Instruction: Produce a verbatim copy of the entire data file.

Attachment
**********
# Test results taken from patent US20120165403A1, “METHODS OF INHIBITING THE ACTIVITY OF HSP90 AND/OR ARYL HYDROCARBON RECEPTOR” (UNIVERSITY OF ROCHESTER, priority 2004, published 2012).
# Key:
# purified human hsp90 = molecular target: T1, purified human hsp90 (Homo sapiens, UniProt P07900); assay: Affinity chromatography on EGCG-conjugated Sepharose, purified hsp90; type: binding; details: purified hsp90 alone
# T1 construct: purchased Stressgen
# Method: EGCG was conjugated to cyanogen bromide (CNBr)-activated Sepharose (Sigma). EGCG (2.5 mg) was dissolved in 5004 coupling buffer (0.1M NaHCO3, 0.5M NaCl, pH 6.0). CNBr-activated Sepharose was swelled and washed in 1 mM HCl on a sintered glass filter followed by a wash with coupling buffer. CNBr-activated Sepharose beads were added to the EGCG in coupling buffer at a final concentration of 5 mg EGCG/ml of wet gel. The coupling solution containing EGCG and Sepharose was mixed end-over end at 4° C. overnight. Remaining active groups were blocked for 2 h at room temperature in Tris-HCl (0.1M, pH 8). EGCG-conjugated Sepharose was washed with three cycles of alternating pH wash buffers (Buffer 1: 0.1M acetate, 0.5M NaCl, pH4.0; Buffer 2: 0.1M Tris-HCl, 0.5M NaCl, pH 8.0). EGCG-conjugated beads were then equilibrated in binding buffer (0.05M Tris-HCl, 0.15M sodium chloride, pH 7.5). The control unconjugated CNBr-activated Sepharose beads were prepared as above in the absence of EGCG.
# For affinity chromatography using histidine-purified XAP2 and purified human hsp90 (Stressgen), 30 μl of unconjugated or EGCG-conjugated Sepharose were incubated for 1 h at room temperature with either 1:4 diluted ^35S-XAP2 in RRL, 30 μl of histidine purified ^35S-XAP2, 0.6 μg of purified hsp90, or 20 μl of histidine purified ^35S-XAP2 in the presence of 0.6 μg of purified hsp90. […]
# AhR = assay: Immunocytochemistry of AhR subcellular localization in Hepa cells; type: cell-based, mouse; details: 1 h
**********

# Test results taken from patent US20120165403A1, “METHODS OF INHIBITING THE ACTIVITY OF HSP90 AND/OR ARYL HYDROCARBON RECEPTOR” (UNIVERSITY OF ROCHESTER, priority 2004, published 2012).
# Key:
# purified human hsp90 = molecular target: T1, purified human hsp90 (Homo sapiens, UniProt P07900); assay: Affinity chromatography on EGCG-conjugated Sepharose, purified hsp90; type: binding; details: purified hsp90 alone
# T1 construct: purchased Stressgen
# Method: EGCG was conjugated to cyanogen bromide (CNBr)-activated Sepharose (Sigma). EGCG (2.5 mg) was dissolved in 5004 coupling buffer (0.1M NaHCO3, 0.5M NaCl, pH 6.0). CNBr-activated Sepharose was swelled and washed in 1 mM HCl on a sintered glass filter followed by a wash with coupling buffer. CNBr-activated Sepharose beads were added to the EGCG in coupling buffer at a final concentration of 5 mg EGCG/ml of wet gel. The coupling solution containing EGCG and Sepharose was mixed end-over end at 4° C. overnight. Remaining active groups were blocked for 2 h at room temperature in Tris-HCl (0.1M, pH 8). EGCG-conjugated Sepharose was washed with three cycles of alternating pH wash buffers (Buffer 1: 0.1M acetate, 0.5M NaCl, pH4.0; Buffer 2: 0.1M Tris-HCl, 0.5M NaCl, pH 8.0). EGCG-conjugated beads were then equilibrated in binding buffer (0.05M Tris-HCl, 0.15M sodium chloride, pH 7.5). The control unconjugated CNBr-activated Sepharose beads were prepared as above in the absence of EGCG.
# For affinity chromatography using histidine-purified XAP2 and purified human hsp90 (Stressgen), 30 μl of unconjugated or EGCG-conjugated Sepharose were incubated for 1 h at room temperature with either 1:4 diluted ^35S-XAP2 in RRL, 30 μl of histidine purified ^35S-XAP2, 0.6 μg of purified hsp90, or 20 μl of histidine purified ^35S-XAP2 in the presence of 0.6 μg of purified hsp90. […]
# AhR = assay: Immunocytochemistry of AhR subcellular localization in Hepa cells; type: cell-based, mouse; details: 1 h